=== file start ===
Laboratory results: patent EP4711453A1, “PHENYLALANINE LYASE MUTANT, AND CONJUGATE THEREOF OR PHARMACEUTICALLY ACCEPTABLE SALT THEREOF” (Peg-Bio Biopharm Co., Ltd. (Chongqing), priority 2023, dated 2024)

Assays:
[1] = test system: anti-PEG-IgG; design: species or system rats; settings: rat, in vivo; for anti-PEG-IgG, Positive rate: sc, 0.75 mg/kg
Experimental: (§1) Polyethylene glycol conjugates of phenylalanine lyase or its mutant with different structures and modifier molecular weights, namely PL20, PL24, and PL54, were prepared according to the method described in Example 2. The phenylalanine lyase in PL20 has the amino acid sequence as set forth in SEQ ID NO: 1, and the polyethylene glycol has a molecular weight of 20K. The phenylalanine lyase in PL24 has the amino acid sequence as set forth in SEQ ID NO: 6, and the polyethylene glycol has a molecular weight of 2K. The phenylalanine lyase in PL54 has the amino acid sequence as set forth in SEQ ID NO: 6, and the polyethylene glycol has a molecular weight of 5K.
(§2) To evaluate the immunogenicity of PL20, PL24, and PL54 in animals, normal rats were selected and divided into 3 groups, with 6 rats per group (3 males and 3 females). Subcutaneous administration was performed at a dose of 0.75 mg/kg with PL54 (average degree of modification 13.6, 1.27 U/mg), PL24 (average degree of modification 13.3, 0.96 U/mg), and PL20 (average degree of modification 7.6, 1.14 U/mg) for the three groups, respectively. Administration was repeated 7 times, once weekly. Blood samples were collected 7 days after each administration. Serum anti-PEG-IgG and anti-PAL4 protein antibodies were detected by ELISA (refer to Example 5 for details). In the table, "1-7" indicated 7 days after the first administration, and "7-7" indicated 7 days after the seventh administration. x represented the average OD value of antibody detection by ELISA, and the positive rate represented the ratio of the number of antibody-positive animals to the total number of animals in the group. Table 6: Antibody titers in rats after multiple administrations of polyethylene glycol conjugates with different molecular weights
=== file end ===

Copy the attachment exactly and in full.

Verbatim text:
Laboratory results: patent EP4711453A1, “PHENYLALANINE LYASE MUTANT, AND CONJUGATE THEREOF OR PHARMACEUTICALLY ACCEPTABLE SALT THEREOF” (Peg-Bio Biopharm Co., Ltd. (Chongqing), priority 2023, dated 2024)

Assays:
[1] = test system: anti-PEG-IgG; design: species or system rats; settings: rat, in vivo; for anti-PEG-IgG, Positive rate: sc, 0.75 mg/kg
Experimental: (§1) Polyethylene glycol conjugates of phenylalanine lyase or its mutant with different structures and modifier molecular weights, namely PL20, PL24, and PL54, were prepared according to the method described in Example 2. The phenylalanine lyase in PL20 has the amino acid sequence as set forth in SEQ ID NO: 1, and the polyethylene glycol has a molecular weight of 20K. The phenylalanine lyase in PL24 has the amino acid sequence as set forth in SEQ ID NO: 6, and the polyethylene glycol has a molecular weight of 2K. The phenylalanine lyase in PL54 has the amino acid sequence as set forth in SEQ ID NO: 6, and the polyethylene glycol has a molecular weight of 5K.
(§2) To evaluate the immunogenicity of PL20, PL24, and PL54 in animals, normal rats were selected and divided into 3 groups, with 6 rats per group (3 males and 3 females). Subcutaneous administration was performed at a dose of 0.75 mg/kg with PL54 (average degree of modification 13.6, 1.27 U/mg), PL24 (average degree of modification 13.3, 0.96 U/mg), and PL20 (average degree of modification 7.6, 1.14 U/mg) for the three groups, respectively. Administration was repeated 7 times, once weekly. Blood samples were collected 7 days after each administration. Serum anti-PEG-IgG and anti-PAL4 protein antibodies were detected by ELISA (refer to Example 5 for details). In the table, "1-7" indicated 7 days after the first administration, and "7-7" indicated 7 days after the seventh administration. x represented the average OD value of antibody detection by ELISA, and the positive rate represented the ratio of the number of antibody-positive animals to the total number of animals in the group. Table 6: Antibody titers in rats after multiple administrations of polyethylene glycol conjugates with different molecular weights